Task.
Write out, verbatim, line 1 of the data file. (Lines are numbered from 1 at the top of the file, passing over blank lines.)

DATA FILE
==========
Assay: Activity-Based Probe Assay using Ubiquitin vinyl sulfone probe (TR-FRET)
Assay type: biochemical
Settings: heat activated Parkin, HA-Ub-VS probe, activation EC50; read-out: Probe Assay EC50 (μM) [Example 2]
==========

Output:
Assay: Activity-Based Probe Assay using Ubiquitin vinyl sulfone probe (TR-FRET)